Talleyrand’s Cut

Talleyrand: The Art of Survival

by Jean Orieux, translated by Patricia Wolf
Knopf, 676 pp., $12.95

Talleyrand
Talleyrand; drawing by David Levine

Talleyrand once asked a lady friend: “What do you think posterity’s opinion of me will be?” She replied: “That you set out to stir up controversy about yourself.” Staring at her in amazement, he said: “You are right, you are absolutely right. I want people to go on for centuries debating what I was like, what I believed, what I stood for.” This only shows that a man will go to any lengths in order to impress the woman he happens to be pursuing. For there is no mystery about Talleyrand except that created by writers who wish to turn an honest penny. He liked women; he liked money; he liked an easy comfortable life. To his misfortune he was caught in the storm of the French Revolution. He waited for it to blow over and sometimes tried to help on the process. He said many things that were esteemed witty at the time. His career was unusual even in a revolutionary epoch. But a great man? A statesman? It is hard to believe it.

M. Orieux, however, has no doubts. His book is in the worst style of French writing—rhapsodical, disorderly, overblown, more a cheap romantic novel than a work of history. Perhaps it is tolerable in French; it is unreadable in English. M. Orieux is given to addressing his characters. Here is an early example. Talleyrand’s foot was injured at birth. His mother thought this disqualified him from becoming head of the family and turned him into a priest, remarking, “My son is well adjusted to his new profession.” On which M. Orieux breaks out:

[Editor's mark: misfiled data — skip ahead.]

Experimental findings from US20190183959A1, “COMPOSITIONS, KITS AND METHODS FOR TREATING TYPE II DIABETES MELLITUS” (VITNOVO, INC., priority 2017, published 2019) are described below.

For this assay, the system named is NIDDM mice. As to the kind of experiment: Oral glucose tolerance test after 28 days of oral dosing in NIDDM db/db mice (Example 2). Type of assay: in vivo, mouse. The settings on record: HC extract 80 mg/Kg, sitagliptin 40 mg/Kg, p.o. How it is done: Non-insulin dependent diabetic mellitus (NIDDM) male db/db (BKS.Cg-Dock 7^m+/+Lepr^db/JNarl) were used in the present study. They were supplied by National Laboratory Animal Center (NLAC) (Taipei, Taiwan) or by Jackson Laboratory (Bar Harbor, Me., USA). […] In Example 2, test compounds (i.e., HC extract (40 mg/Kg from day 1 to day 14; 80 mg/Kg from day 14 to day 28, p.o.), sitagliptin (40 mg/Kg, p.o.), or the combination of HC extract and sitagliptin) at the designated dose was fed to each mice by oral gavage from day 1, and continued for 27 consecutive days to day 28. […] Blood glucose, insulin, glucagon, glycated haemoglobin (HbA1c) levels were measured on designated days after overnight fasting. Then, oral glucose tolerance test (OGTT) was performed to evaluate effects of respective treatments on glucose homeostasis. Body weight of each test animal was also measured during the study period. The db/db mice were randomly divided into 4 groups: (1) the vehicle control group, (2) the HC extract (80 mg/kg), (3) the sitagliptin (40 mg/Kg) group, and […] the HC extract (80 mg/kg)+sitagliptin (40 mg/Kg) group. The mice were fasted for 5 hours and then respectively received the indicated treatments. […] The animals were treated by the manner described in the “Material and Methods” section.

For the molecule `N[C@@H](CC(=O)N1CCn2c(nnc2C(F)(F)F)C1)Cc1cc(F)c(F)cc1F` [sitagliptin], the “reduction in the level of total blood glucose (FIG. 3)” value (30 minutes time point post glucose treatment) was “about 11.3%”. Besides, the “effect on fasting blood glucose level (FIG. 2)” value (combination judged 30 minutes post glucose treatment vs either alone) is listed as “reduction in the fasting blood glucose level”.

What profession? Buttoning a cassock over one’s ordinary dress and playing choirboy is not a profession, Madam, it is a travesty…. You did an astounding thing, Madam: without knowing it, you turned your rejected son into the most illustrious member of your race…. Measured against a mother’s initial betrayal, all subsequent betrayals were insignificant.

At any rate Talleyrand became a bishop, duly collecting the rewards in money and women which this brought. In 1789 he went with the Revolution, perhaps from conviction. When his acts provoked the disapproval of the Pope, he wrote to a friend: “You know about my excommunication. Come cheer me up and dine with me. As no one will offer me fire or water, we will have to make do tonight with cold meat and iced wine.” Comment by M. Orieux: “A flippant statement if there ever was one.” M. Orieux also remarks:

His critics never mention that one major failing of his, far more serious than his love of gambling, women and money: a flabby will that brought his worst instincts into play. Napoleon forgave all his faults except his alarming pliability—and he knew the man he was dealing with.

If Talleyrand had not been pliable, he would have been guillotined during the French Revolution and no…



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